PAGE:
With all the news about the skyrocketing demand for smartphones overtaking computer purchases, you might think that technical writers would increasingly need to focus on writing and delivering user assistance for mobile devices.
For technical writers, writing for mobile appears to be the next big thing. Here are a few examples:
- Mobile devices will be the primary connection tool to the Internet for most people by 2020, according to the Pew Research service.
- References to mobile phones and tablets are abundant at the WritersUA conference and the upcoming Society for Technical Communication conference.
- Help authoring tools such as MadCap Flare and RoboHelp tout that they support publishing content for mobile devices using the ePub output.
- There’s even a book dedicated to the topic called Developing User Assistance For Mobile Apps by Joe Welinske.
So along with social media, one might think that creating user assistance for mobile devices will revolutionize the way we work. There’s one problem though. In the last year, I have yet to see one job description in Vancouver that explicitly refers to preparing content for mobile devices. When it comes to technical writing opportunities, Vancouver is no Silicon Valley but it’s not unusual to see five to 10 advertised jobs per month.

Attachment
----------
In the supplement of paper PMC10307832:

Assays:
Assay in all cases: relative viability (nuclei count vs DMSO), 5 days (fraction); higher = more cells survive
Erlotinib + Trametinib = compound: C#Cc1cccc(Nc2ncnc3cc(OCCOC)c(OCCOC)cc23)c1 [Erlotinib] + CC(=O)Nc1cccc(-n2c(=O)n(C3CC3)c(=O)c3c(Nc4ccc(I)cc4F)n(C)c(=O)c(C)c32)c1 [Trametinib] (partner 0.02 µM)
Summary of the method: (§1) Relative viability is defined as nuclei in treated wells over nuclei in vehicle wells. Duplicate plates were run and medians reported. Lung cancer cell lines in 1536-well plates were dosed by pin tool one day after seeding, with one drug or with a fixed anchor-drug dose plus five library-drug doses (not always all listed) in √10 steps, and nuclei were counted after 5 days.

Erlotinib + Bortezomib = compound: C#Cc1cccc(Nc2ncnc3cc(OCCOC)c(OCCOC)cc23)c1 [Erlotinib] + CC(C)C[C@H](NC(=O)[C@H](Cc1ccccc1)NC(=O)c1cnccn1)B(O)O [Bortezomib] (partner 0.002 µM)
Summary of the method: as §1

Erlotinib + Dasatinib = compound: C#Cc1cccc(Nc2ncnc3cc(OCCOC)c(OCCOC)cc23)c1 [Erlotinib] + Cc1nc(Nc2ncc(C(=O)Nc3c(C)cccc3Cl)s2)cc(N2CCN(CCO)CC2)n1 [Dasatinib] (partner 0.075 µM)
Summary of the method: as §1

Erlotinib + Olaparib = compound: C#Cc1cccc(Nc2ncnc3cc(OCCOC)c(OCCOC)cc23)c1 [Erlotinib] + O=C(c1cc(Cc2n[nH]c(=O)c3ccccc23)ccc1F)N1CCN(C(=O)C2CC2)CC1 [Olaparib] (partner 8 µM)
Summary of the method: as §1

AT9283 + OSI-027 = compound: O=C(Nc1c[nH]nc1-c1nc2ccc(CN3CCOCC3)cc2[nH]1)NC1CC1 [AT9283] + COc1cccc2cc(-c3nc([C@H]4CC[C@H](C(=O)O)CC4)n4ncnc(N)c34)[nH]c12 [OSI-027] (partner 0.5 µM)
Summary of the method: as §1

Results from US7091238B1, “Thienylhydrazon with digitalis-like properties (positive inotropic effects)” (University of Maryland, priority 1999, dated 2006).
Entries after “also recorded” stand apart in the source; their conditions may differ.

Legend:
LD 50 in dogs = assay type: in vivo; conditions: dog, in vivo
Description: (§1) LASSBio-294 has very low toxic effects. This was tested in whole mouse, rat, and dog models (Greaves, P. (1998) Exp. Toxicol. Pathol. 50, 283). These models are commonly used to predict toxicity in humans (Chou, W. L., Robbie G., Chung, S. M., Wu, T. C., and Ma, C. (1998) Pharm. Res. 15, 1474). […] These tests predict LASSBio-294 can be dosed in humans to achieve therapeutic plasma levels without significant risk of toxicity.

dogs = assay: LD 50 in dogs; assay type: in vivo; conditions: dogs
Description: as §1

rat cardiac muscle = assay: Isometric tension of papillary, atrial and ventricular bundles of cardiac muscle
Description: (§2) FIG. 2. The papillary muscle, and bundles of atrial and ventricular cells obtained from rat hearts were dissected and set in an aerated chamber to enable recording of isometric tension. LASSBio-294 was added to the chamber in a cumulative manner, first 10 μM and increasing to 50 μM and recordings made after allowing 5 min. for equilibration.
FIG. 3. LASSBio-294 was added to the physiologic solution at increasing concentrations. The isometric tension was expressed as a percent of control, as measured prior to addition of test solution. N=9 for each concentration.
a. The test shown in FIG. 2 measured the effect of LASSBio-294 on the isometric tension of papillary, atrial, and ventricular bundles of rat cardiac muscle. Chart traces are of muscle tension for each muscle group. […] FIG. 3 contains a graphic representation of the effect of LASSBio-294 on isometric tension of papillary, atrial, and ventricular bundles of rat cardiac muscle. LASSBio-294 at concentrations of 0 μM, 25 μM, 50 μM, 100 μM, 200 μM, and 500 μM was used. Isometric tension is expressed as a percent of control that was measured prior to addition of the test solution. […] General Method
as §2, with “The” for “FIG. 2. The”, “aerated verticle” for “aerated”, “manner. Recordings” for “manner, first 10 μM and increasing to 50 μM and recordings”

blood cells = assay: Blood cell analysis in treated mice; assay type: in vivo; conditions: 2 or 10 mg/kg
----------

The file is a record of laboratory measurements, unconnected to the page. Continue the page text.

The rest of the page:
I don’t think anyone can argue that creating user assistance for mobile development is too new. According to Apple’s web site, there are reportedly 500,000 applications for the iPhone and iPad. There are also thousands of applications that run on the Android operating system. And smartphones have been available for years. So why is there not a surge in demand for user assistance for mobile devices? Some guesses:
- Software developers are writing the content. While the user assistance written by developers may not be professionally written and formatted, perhaps management feels that the content is “good enough”? After all, if a mobile app requires a lot of documentation, it probably means that it’s difficult to use. Users expect apps to be simple.
- Perhaps writing for mobile is not big as predicted. Employers in Vancouver are not clamoring for writers with mobile experience. To be fair, I searched for “technical writer mobile” on the U.S. job site www.dice.com and found that 41 of 649 jobs mentioned “mobile” in the job descriptions. Hardly a tsunami!